On February 20, 2019 the Legislative Decree no. 15 was issued on the approximation and harmonisation of the laws of the Member States concerning trademarks implementing the Directive (EU) 2015/2436 and in order to render the laws of the Member States consistent with Regulation (EU) 2015/2424.
Such Legislative Decree amended the Industrial Property Code (Legislative Decree no. 30/2015).
Among other amendments such as:
- the abolishment of the requirement of “graphical representation” for trademarks, giving therefore the right to apply for the registration of unconventional trademarks;
- the introduction of the certificate trademarks besides the collective trademarks;
- the fact that also specific preparatory acts, such as putting the trademark on labels not yet incorporated in the relevant products, are considered counterfeiting.
There is a specific news for agreements concerning the use of the trademark, introduced by the following new article of the Industrial Property Code:
Art. 122-bis. Legitimation of the licensee in counterfeiting action.
1. Without prejudice to the provisions of the licensing contract, the licensee may bring proceedings for infringement of a trademark only if its owner consents thereto. However, the holder of an exclusive licence may bring such proceedings if the owner of the trade mark, after formal notice, does not himself bring infringement proceedings within an appropriate period of time.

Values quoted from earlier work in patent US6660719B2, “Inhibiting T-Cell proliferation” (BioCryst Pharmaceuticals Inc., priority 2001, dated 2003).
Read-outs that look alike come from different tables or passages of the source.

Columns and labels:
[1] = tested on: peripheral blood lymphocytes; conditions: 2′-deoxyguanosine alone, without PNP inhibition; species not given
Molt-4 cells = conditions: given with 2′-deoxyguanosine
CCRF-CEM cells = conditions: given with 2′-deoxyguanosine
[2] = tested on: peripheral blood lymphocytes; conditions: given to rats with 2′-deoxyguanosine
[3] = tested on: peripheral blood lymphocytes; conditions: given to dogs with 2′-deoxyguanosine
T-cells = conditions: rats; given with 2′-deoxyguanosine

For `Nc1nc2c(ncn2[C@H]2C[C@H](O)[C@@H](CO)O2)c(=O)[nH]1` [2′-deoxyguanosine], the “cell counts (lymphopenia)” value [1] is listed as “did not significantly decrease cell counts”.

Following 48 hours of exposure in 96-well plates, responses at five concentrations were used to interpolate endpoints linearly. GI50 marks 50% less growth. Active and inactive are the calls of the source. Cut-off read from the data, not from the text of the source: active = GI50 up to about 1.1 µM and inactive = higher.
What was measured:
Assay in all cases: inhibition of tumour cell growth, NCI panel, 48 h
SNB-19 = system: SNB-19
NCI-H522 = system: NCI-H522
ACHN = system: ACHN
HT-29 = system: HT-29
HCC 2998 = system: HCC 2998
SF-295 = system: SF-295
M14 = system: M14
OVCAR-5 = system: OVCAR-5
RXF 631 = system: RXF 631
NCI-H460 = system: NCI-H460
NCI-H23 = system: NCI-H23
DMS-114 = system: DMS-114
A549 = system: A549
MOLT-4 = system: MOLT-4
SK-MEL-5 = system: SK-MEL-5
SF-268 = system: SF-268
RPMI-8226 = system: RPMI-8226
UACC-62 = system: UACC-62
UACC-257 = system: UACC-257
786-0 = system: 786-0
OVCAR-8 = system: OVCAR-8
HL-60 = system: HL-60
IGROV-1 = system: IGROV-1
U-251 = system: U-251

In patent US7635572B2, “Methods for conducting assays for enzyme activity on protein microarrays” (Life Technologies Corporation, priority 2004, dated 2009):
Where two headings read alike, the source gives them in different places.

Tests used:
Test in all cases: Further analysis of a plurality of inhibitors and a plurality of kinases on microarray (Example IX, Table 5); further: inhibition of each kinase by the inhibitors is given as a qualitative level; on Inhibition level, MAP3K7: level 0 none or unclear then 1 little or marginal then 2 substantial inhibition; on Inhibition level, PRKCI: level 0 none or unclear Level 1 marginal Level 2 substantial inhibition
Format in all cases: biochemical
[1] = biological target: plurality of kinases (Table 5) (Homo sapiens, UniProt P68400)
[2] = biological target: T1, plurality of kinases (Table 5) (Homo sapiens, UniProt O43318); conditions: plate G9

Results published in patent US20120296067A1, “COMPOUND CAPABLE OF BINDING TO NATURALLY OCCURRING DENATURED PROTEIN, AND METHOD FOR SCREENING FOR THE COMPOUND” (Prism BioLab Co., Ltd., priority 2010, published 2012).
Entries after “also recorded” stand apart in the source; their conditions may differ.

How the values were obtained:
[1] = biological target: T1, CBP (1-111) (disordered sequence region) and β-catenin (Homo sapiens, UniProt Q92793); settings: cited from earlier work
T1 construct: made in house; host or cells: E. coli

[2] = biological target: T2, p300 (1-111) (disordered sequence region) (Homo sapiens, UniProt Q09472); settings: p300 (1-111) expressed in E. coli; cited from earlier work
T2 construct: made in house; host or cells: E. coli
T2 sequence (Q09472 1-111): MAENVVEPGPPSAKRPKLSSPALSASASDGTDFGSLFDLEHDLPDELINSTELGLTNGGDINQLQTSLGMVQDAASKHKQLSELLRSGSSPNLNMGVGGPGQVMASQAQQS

2. The licensee shall, for the purpose of obtaining compensation for damage suffered by him, be entitled to intervene in infringement proceedings brought by the owner of the trademark.
3. The rules under paragraphs 1 and 2 apply to the legal entities authorized to the use of collective trademarks according to article 11.
A few comments on this new article of law:
- these rules are consistent with those of article 25 no. 3 of Regulation (EU) no. 1001/2017 on the European Union Trademarks, therefore the interpretations given in the past to such article of the EU Regulation can be useful for the future interpretation of the new article introduced in the Italian Property Code;
- the opening of the article by the expression “without prejudice of the provisions of the licensing contract” gives room to different contractual arrangements, stating explicitly that the rules contained in the article of law can be derogated. In other words, the parties to a licence agreement are free to depart from these default rules;
- since a trademark licence is contained in the franchising agreements, it could be inferred that these rules apply not only to licensees in the strict meaning of the word but also to franchising agreements. This broad interpretation must be checked with the future jurisprudence.
Always in the framework of the news concerning distinctive signs, it is worth mentioning that on April 30, 2019 the Law Decree no. 34 was issued concerning also trademarks and legal protection of the “made in Italy”. Also such decree, which was converted in Law no. 58 of June 28, 2019, amended the Industrial Property Code (Legislative decree no. 30/2015).
The main news are (i) article 11-ter on the “historical trademarks of national interest” and (ii) on the purpose of protecting the “Italian sounding”, the legislator at article 10 extends the prohibition concerning the fact of being considered non-registrable as trademarks to those signs that consist in words or images damaging the reputation of the Italian State. The definition of “Italian sounding” is given at article 144, par. 1-bis: the “Italian sounding” practices are those which are aimed to the false evocation of the products’ Italian origin.
Marco Venturello, IDI Member